By Ken MacLeod
Adele Lukken Peterson was the youngest member of her golf gang, a group of young ladies that would hop in a car and take off, whether to far-flung destinations in Oklahoma or beyond, looking for a game.
Young, fearless, and sometimes directionally challenged. One trip to play in Lawton wound up with the girls being remonstrated at the gates of Fort Sill Army Base. But once they found the course, it was on.
Janice Burba (Gibson), Patty McGraw (Coatney), Janet Groene (Miller) and Peterson were the mainstays. Gibson, who went on to play on the LPGA Tour, and Coatney, who won the Women’s Oklahoma Golf Association State Amateur Championship a record nine times, are in the Oklahoma Golf Hall of Fame. Miller is a four-time state amateur runner-up, including last year.
Peterson was an All-American at the University of Tulsa in 1986, played on the LPGA Tour and, after retiring to raise her family of four children, recently began playing competitively again. She went out and won the Minnesota Golf Association Senior Women’s Amateur Championship in 2020 to mark her return to the game.
On Thursday night, Peterson will be inducted into the Tulsa Public Schools Athletics Hall of Fame on the strength of winning state titles for Edison in 1980 and 1981. But the truth is, that was the infancy of the Oklahoma Secondary School Activities Association even holding a girls championship and there were no regular-season matches or tournaments. All four of these women practiced and played on their boys teams and any regular-season tournaments they played in meant they had beaten out a boy for one of the five playing spots.
The summer months offered the WOGA Junior and State Amateur. Any other events, whether USGA, Trans-Miss or otherwise, meant piling in a car and hitting the road.
“That was a very fun time,” Peterson said Wednesday from her home in Minnesota. She is unable to attend the induction due to an explosion and subsequent fire in her garage earlier this week. The battery on her automatic push cart exploded. Fortunately no one was hurt and damage was limited. Gibson will accept on her behalf.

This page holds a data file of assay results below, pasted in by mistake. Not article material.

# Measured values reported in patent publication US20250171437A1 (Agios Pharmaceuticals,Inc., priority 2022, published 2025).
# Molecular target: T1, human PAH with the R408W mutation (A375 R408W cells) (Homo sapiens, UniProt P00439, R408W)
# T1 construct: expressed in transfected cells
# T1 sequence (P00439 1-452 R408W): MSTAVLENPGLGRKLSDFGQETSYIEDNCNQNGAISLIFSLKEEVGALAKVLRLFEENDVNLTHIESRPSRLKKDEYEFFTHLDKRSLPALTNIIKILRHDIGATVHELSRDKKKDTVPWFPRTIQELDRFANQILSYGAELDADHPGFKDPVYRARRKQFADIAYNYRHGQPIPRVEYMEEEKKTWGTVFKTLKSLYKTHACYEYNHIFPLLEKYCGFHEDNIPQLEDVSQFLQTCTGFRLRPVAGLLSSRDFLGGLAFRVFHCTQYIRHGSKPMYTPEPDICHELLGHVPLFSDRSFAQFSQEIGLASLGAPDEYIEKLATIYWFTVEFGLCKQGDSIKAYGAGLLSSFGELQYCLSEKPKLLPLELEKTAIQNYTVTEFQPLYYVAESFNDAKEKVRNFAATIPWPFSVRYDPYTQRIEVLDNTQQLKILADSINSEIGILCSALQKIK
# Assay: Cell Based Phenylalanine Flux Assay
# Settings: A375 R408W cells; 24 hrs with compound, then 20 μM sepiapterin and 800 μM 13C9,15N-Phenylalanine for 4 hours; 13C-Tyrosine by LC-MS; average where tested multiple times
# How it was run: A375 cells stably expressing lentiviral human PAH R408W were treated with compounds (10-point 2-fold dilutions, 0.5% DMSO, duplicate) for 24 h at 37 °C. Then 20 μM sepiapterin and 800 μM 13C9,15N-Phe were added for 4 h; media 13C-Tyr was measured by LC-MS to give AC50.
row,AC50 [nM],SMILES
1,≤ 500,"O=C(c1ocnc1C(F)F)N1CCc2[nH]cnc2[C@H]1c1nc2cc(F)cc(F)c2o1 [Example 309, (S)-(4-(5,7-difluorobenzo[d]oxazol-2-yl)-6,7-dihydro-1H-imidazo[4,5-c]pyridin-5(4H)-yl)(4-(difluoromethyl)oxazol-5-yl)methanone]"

“We didn’t have a high school team per se, but every day we would go out and practice with the boys,” Peterson said. “If you beat them, it would be somewhat humiliating for them. We had Will Richardson, Pete Glass, Fred Daniel, Jim Lucius, Larry Lewis, a great bunch of guys on the team.
“In the summer we would travel to tournaments. I was just 13 or 14 when this started, but I think Patty had her license and we would just go. What a great time.”
Peterson finished second three times in the WOGA State Amateur, all to future Oklahoma Golf Hall of Famers in Coatney (1979 at Twin Hills CC), Lee Ann Hammack (Fairlie) in 1981 at Muskogee CC and Melissa McNamara (Luellen) in 1983 at Dornick Hills CC in Ardmore.
“We had so much fun,” Gibson said. “We were all good friends. When the tournaments started, we all wanted to beat each other. We were all competitive and could all play. And I think that’s still true today.”
After high school, Adele followed her sister to Southern Methodist, but soon saw that the coach was not going to put her on a full scholarship. Feeling bad for her parents paying the heavy tuition, she quit school after two years and returned to Tulsa, where coaching legend Dale McNamara offered her a chance as a walk-on.
She did that and after one semester earned a scholarship. She went on to record 22 top-15 finishes in 32 events over the next three years, including helping TU to three top-six NCAA finishes and she finished ninth individually in the 1985 NCAA Championship.
She played on the LPGA Tour from 1986-93, where she met Ping rep Mike Peterson. The two were married and moved first to Ping’s home in Arizona, but Peterson later became the rep for Minnesota and the two have raised their family of three daughters and a son ranging in ages from 22 to 30 in the Minneapolis suburb of Eden Prairie.
If Petersen was a young golfer today, she might be world famous through Instagram. Her striking good looks resulted in her being named Miss Golf by Golf Digest, an award she characterized as a beauty contest. She also had a rabid following in Japan where she posed for golf calendars during her LPGA Tour career.
Peterson promises to come home soon and get together with her gang, pile in a car and go play some golf. If you see them coming, put your wallet away.
The TPS Athletics Hall of Fame induction is at 6:30 p.m. at the Doubletree Hotel at Warren Place. Tickets are available at the door.